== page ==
Dragon Quest IV is aptly subtitled Chapters of the Chosen as the game's story is split into various chapters, each following the separate but eventually intertwining stories of the chosen ones destined to save the world. The chosen consist of a knight, a tomboy princess and her companions, two female dancers, a merchant, and the traditional player-named silent hero himself. The merchant, named Torneko, is a truly innovative character, giving the player a view of what it's like behind the counter at the weapon shop. The other chapters are nicely varied as well, and the story is what keeps Dragon Quest IV interesting through to the end. Though the story has the traditional save-the-world-from-the-evil-demon vibe and doesn't have many surprising plot twists, it is still well-paced and its simplicity makes it easy to follow. Most of the game follows a linear storyline, but the later chapters open up the entire world to free-roaming exploration. The player's direction is somewhat lost due to this, but journeying to unexplored areas to talk to NPCs and search for clues is not hard, and it is fun figuring out what to do or happening upon the discovery of a hidden artifact.

    A neat design decision that makes the story more interesting -- though perhaps artificially -- is the use of dialogue accents. The NPCs from the various locales each speak with a different type of accent, from Russian to French to Scottish and onward, which further impose the fact that a new town is truly new and not just a copied, pasted, and rearranged area. These accents also serve to make communication with NPCs more fun than in the typical RPG, and give all of the NPCs a more unique personality.

   Part of the game's charm comes from its sense of humor. While the overall story is somewhat dark, it still evokes a chuckle when reading the pun-filled names of the monsters or when catching a Peeping Tom NPC in the act. Akira Toriyama's art also lightens the mood, making even the most murderous creatures kind of cute. The graphics are clean and colorful, using a mix of both 2D and 3D. Monsters are creatively designed and have nicely animated battle sprites. The player's party is not shown during battle; melee attacks are represented by simple sword slashes or staff whacks, and spells by simple animations that don't break any new ground. Environments have a nice 3D look with simple doodads placed here and there.

    The music in Dragon Quest IV is great, while the sound effects used are average. The traditional Dragon Quest songs in the game sound classically and professionally composed. Certain tunes are repeated often, but there are plenty of them and they all emphasize the feel of the area or part of the story you are in. Nostalgic beeps and boops accompany navigation through the menus, while the simple battle sounds are varied and basically just do their job.

Torneko is a god Torneko is a god

   Dragon Quest IV's controls are similar to every other part of the game: simple. The menu system is easy to navigate; battles require pressing only a few buttons; selling, buying, and equipping items is a cinch; managing inventory is not a chore; and viewing the surroundings is elementary. At times, such as when in towns, the player is allowed to rotate the camera a full 360 degrees. At other times, such as when in most dungeons, rotation is restricted completely. This was a smart design choice, making dungeons easier to navigate rather than having to rotate constantly to find all the hidden secrets. The ability to see how much experience is required for each character's next level-up is still not available in the menu; this information is traditionally, and in this game, only available in town from a priest. This is one aspect of Dragon Quest that wouldn't be terribly missed if it were changed.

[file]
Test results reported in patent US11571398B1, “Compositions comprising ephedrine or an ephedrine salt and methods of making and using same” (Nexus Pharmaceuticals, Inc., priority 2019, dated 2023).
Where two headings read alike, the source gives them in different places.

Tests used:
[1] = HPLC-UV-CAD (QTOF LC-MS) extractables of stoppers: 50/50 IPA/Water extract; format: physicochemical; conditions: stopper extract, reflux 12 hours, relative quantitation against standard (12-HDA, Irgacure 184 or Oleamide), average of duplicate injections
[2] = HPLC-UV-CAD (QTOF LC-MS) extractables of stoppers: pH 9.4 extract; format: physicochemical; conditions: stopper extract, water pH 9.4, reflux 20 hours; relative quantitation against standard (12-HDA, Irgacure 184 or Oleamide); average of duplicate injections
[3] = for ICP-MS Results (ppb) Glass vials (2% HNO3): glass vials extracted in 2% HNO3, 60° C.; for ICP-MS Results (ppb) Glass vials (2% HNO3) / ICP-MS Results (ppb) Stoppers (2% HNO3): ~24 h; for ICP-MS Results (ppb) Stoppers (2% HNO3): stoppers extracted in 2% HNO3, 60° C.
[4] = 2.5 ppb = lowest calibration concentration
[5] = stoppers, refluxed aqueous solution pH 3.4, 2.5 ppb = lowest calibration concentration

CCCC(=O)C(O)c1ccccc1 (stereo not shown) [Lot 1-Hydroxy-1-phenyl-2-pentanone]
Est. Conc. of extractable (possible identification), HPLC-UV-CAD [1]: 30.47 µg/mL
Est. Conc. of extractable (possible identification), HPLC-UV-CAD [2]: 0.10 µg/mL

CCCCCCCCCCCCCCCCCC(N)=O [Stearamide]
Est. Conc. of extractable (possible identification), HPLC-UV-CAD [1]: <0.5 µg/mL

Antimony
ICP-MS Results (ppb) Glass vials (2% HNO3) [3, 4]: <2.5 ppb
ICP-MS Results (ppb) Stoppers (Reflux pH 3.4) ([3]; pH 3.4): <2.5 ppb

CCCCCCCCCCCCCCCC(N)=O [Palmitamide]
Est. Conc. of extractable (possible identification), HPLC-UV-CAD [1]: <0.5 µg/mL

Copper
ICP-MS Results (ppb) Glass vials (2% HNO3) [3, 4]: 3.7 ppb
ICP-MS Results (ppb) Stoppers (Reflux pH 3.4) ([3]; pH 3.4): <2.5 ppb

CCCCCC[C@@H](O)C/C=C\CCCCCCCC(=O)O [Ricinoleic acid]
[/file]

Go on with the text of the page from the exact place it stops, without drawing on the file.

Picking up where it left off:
Originality in Dragon Quest IV comes primarily from its story. Torneko's chapter is probably the most original part of the game, with other characters' tales falling into typical conventions of the RPG genre: the tomboy princess who wants to be an adventurer, the silent protagonist, the knight on a journey, etc. However, the way that Dragon Quest IV tells these tales and brings them together keeps it from being boring. Do not expect anything original out of the battle system as it is straight out of the NES era. It is still a fairly solid battle system, though it would be nice if it were a little deeper.

   Average players will complete Dragon Quest IV in around 40 hours, which fly by fast. Surprisingly, the game's unique style does allow it to hold up to current handheld RPGs, and as far as old-school remakes go it is one of the better ones out there. The early chapters keep the player interested with their differing storylines, while the later chapters offer fun, open-ended exploration of the world. A key problem with many random-encounter combat systems is that they are slow to get in and out of, but Dragon Quest IV's combat is quick and painless. The only real problems in Dragon Quest IV are the lack of depth in the battle system and its partially archaic storyline. The game's charm and ease of play alleviate both of these problems. Though being simple and traditional in nature, Dragon Quest IV is a great game to play on the go, and wonderful easy-on-the-brain fun. If you hate conventional RPGs, stay away from Dragon Quest as a series. If you love them, or want to try a good one, give Dragon Quest IV: Chapters of the Chosen a shot.